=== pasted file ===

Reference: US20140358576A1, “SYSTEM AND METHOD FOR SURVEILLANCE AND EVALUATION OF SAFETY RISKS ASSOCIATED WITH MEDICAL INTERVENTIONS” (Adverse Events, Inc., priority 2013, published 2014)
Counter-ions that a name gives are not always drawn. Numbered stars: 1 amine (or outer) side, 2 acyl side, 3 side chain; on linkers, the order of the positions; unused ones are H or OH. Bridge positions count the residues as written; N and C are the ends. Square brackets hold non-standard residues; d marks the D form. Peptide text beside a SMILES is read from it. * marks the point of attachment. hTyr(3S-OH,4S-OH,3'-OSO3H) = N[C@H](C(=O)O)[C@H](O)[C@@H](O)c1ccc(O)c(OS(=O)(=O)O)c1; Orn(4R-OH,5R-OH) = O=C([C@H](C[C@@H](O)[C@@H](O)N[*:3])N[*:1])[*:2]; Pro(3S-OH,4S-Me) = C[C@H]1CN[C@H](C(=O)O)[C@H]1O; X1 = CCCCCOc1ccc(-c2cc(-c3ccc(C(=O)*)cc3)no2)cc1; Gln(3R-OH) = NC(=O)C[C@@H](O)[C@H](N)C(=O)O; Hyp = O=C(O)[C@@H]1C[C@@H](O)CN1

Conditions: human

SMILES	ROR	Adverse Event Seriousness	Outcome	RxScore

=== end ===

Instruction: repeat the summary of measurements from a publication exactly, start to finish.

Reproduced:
Reference: US20140358576A1, “SYSTEM AND METHOD FOR SURVEILLANCE AND EVALUATION OF SAFETY RISKS ASSOCIATED WITH MEDICAL INTERVENTIONS” (Adverse Events, Inc., priority 2013, published 2014)
Counter-ions that a name gives are not always drawn. Numbered stars: 1 amine (or outer) side, 2 acyl side, 3 side chain; on linkers, the order of the positions; unused ones are H or OH. Bridge positions count the residues as written; N and C are the ends. Square brackets hold non-standard residues; d marks the D form. Peptide text beside a SMILES is read from it. * marks the point of attachment. hTyr(3S-OH,4S-OH,3'-OSO3H) = N[C@H](C(=O)O)[C@H](O)[C@@H](O)c1ccc(O)c(OS(=O)(=O)O)c1; Orn(4R-OH,5R-OH) = O=C([C@H](C[C@@H](O)[C@@H](O)N[*:3])N[*:1])[*:2]; Pro(3S-OH,4S-Me) = C[C@H]1CN[C@H](C(=O)O)[C@H]1O; X1 = CCCCCOc1ccc(-c2cc(-c3ccc(C(=O)*)cc3)no2)cc1; Gln(3R-OH) = NC(=O)C[C@@H](O)[C@H](N)C(=O)O; Hyp = O=C(O)[C@@H]1C[C@@H](O)CN1

Conditions: human

SMILES	ROR	Adverse Event Seriousness	Outcome	RxScore